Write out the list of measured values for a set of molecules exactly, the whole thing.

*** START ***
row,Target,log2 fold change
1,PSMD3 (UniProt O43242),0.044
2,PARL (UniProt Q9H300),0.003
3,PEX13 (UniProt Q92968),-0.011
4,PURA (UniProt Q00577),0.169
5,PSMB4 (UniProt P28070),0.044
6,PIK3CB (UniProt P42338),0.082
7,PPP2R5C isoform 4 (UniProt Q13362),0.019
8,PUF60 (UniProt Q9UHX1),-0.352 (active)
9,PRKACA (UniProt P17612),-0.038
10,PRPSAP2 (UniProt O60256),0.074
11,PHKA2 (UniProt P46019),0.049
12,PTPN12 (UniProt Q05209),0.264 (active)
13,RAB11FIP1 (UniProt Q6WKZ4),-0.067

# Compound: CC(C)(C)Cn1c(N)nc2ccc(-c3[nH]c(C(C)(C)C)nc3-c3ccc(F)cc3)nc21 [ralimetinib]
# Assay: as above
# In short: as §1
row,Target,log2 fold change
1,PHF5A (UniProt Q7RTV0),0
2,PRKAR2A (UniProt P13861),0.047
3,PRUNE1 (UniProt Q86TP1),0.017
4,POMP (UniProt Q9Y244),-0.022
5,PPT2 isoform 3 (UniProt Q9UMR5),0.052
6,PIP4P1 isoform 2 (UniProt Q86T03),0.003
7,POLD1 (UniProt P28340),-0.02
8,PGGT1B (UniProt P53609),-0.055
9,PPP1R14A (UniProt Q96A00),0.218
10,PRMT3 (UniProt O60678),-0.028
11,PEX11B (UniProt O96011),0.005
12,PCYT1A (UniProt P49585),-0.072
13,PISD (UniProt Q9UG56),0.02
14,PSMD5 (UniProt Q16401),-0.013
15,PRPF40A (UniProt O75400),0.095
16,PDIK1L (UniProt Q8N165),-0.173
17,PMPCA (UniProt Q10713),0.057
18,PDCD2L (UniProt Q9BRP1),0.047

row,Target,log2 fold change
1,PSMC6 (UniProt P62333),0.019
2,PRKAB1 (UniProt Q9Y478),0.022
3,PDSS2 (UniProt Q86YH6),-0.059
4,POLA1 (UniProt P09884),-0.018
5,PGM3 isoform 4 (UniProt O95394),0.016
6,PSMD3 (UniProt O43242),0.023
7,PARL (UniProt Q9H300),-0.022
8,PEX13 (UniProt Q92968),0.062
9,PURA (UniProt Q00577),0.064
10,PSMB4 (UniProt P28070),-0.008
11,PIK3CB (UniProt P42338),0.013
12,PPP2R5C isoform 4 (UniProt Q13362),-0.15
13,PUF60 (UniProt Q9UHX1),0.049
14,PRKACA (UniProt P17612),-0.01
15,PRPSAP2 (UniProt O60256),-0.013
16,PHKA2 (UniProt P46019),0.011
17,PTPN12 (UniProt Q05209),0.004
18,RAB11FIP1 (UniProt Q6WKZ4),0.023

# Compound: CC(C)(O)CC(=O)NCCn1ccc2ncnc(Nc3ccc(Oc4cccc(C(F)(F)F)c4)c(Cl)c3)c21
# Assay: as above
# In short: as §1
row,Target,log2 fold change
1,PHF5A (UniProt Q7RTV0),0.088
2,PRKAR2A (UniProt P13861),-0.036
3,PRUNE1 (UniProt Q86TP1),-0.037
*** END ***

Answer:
row,Target,log2 fold change
1,PSMD3 (UniProt O43242),0.044
2,PARL (UniProt Q9H300),0.003
3,PEX13 (UniProt Q92968),-0.011
4,PURA (UniProt Q00577),0.169
5,PSMB4 (UniProt P28070),0.044
6,PIK3CB (UniProt P42338),0.082
7,PPP2R5C isoform 4 (UniProt Q13362),0.019
8,PUF60 (UniProt Q9UHX1),-0.352 (active)
9,PRKACA (UniProt P17612),-0.038
10,PRPSAP2 (UniProt O60256),0.074
11,PHKA2 (UniProt P46019),0.049
12,PTPN12 (UniProt Q05209),0.264 (active)
13,RAB11FIP1 (UniProt Q6WKZ4),-0.067

# Compound: CC(C)(C)Cn1c(N)nc2ccc(-c3[nH]c(C(C)(C)C)nc3-c3ccc(F)cc3)nc21 [ralimetinib]
# Assay: as above
# In short: as §1
row,Target,log2 fold change
1,PHF5A (UniProt Q7RTV0),0
2,PRKAR2A (UniProt P13861),0.047
3,PRUNE1 (UniProt Q86TP1),0.017
4,POMP (UniProt Q9Y244),-0.022
5,PPT2 isoform 3 (UniProt Q9UMR5),0.052
6,PIP4P1 isoform 2 (UniProt Q86T03),0.003
7,POLD1 (UniProt P28340),-0.02
8,PGGT1B (UniProt P53609),-0.055
9,PPP1R14A (UniProt Q96A00),0.218
10,PRMT3 (UniProt O60678),-0.028
11,PEX11B (UniProt O96011),0.005
12,PCYT1A (UniProt P49585),-0.072
13,PISD (UniProt Q9UG56),0.02
14,PSMD5 (UniProt Q16401),-0.013
15,PRPF40A (UniProt O75400),0.095
16,PDIK1L (UniProt Q8N165),-0.173
17,PMPCA (UniProt Q10713),0.057
18,PDCD2L (UniProt Q9BRP1),0.047

row,Target,log2 fold change
1,PSMC6 (UniProt P62333),0.019
2,PRKAB1 (UniProt Q9Y478),0.022
3,PDSS2 (UniProt Q86YH6),-0.059
4,POLA1 (UniProt P09884),-0.018
5,PGM3 isoform 4 (UniProt O95394),0.016
6,PSMD3 (UniProt O43242),0.023
7,PARL (UniProt Q9H300),-0.022
8,PEX13 (UniProt Q92968),0.062
9,PURA (UniProt Q00577),0.064
10,PSMB4 (UniProt P28070),-0.008
11,PIK3CB (UniProt P42338),0.013
12,PPP2R5C isoform 4 (UniProt Q13362),-0.15
13,PUF60 (UniProt Q9UHX1),0.049
14,PRKACA (UniProt P17612),-0.01
15,PRPSAP2 (UniProt O60256),-0.013
16,PHKA2 (UniProt P46019),0.011
17,PTPN12 (UniProt Q05209),0.004
18,RAB11FIP1 (UniProt Q6WKZ4),0.023

# Compound: CC(C)(O)CC(=O)NCCn1ccc2ncnc(Nc3ccc(Oc4cccc(C(F)(F)F)c4)c(Cl)c3)c21
# Assay: as above
# In short: as §1
row,Target,log2 fold change
1,PHF5A (UniProt Q7RTV0),0.088
2,PRKAR2A (UniProt P13861),-0.036
3,PRUNE1 (UniProt Q86TP1),-0.037